With this plugin enabled, you will need to pass an additional step after login into your website. The automated plugin will send a confirmation code to your smartphone that you will need to input to gain access to your website. This ensures that no one other than you can have access to your website.
6- Using the latest version of WordPress
One of the common mistakes of web owners and bloggers is not to use the latest version of WordPress available. This exposes their site to vulnerabilities as it provides the hackers with opportunities to target sites running on an older version of WordPress.
WordPress is an open-source platform that gets security patches and updates regularly. Considering that it would be unwise to not update your platform to the newest stable version. Security patches are made to cover up loopholes and openings that are a threat to the overall security of the site. So needless to say, it’s very important to have your site updated to the latest version.
7- Password protecting the Directory Panel
Well, it is clear by now that the main aim of a brute force attack is to gain access to the admin area of your website. The admin area is the control panel of the website and all activities get directed from here.
So naturally, you need good protection of the admin panel. However, the plugins that are available only target the primary login to your website.
In addition to the primary login, you can set up an additional login step for the directory panel.
As shown above, you select a directory and choose to password-protect its contents through a separate username and password.
The process is fairly simple, you’ll have to go to the directory Privacy and select wp-admin from there. After selecting wp-admin, the cpanel will ask you whether you’d like to password protect the directory. From there, follow the directions.
8- Disabling the Directory Browsing
Whenever your webserver cannot locate your index files, it showcases an index page. An index page outlines the contents of the directories available within the website.
Needless to say, these directories hold sensitive information regarding your website that can be potentially used during a brute force attack. As a result, hackers might have uninterrupted access during the brute force attack. To resolve this issue, you can disable the directory browsing setting. What it does is that it disables the webserver from showing the index page and in turn giving access to the list of files.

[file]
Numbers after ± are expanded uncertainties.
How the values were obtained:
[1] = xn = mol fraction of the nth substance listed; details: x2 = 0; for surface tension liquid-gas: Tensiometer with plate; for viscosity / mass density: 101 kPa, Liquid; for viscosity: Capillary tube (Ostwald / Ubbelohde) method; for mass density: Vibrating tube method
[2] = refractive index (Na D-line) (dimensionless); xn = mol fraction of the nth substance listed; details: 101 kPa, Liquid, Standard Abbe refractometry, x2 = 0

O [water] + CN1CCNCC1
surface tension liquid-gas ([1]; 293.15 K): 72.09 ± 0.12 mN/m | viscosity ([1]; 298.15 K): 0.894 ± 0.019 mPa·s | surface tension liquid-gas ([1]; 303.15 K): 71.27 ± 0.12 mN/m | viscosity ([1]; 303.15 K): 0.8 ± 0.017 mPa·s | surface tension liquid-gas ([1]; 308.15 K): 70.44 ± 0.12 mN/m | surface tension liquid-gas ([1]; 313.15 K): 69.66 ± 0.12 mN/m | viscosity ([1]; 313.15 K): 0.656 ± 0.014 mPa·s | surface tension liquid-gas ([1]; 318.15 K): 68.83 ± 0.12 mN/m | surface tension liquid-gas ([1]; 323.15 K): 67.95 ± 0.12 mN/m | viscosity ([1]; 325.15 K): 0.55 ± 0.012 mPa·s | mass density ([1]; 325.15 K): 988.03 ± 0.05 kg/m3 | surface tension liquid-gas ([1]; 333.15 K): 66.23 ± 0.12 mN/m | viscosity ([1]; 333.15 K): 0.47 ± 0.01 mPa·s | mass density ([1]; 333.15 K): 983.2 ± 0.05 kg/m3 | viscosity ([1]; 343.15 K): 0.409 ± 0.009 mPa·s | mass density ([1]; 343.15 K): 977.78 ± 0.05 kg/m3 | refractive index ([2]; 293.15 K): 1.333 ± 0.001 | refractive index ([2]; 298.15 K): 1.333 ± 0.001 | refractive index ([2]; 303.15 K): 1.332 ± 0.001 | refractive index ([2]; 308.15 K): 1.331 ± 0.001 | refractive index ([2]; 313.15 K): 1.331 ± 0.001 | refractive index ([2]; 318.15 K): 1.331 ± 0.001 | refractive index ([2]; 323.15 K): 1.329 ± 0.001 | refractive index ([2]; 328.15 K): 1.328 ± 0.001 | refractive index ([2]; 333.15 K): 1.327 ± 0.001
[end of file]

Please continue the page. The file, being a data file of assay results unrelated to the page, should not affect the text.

To disable directory browsing, you need to open your WordPress dashboard and locate the .htaccess file. After that, you need to include the following line in the file –
Options – Indexes
That’s it. Your directory browsing has been disabled and it is ready to prevent brute force attack on WordPress
9- Disabling PHP file execution
Almost all of WordPress is written on PHP and hackers target this as a backdoor tool to gain access to your webserver. A PHP script would mean unhindered access to your WordPress site without you knowing through the back door channel.
So how can you stop that? For that, you need to disable the PHP file execution. When you disable PHP file execution, even if the hackers install a script on your WordPress server, they will not be able to run it.
To disable the PHP file execution, you need to write a few lines of codes:
<Files *.php> deny from all </Files>
Write it down on a notepad and save it as a .htaccess file on your computer and upload it to your server. This will ensure that no PHP scripts can be run on your upload server which is a typical spot for hackers to install their script file.
10- Enabling Geoblocking
Remember we talked about how you can view the region from which the brute force attack is being conducted? Well as it turns out, you can use this knowledge to implement a security measure for your blog.
Hackers indeed exist all around the globe and you cannot exactly pinpoint from where your next attack might happen. But you can work on the knowledge from previous brute force attacks.
Say for example your blog does not target Chinese clients yet you seem to receive an unusually high number of requests from Chinese Ip addresses, you’d be sure to know that your site is under brute force attack.
To combat that, you can use geo blocking services which would block all the IPs from a specific region making your site safe from attacks for the time being, and stop brute force attacks on WordPress.
11- Backup Plugin
This is probably the last resort in the face of any brute force attack. This is the failsafe option if you fail to prevent a WordPress brute force attack.
As the name suggests, the job of the backup plugin is, well, backup your files and blogs. WordPress itself offers limited backup options, but that is not reliable and isn’t safe.
However, you can opt to have your backup plugin like UpdraftPlus. Rather than settling for an unreliable backup plan, you can use UpdraftPlus which has its unique backup process which schedules backup at a cloud drive of your choice.
A third party plugin is not only reliable but also ensures that you can easily access the contents of your blog if it ever falls victim to brute force attack. Having up to date back up will ensure easy recovery of your website hence reducing the downtime.
So there you have it, the most comprehensive guide to prevent WordPress brute attacks. WordPress has always fallen victim to brute force attacks, be it startups or well-established blogs. But as we have tried to outline in this blog, it is fairly easy to protect your webserver from such insurrections.
Being a bit careful, and sometimes going the extra distance to secure your web server is all that you need to protect against any unwanted attacks. We hope this guide helps you to see what you’re doing and what you should be doing to secure your website. Happy blogging!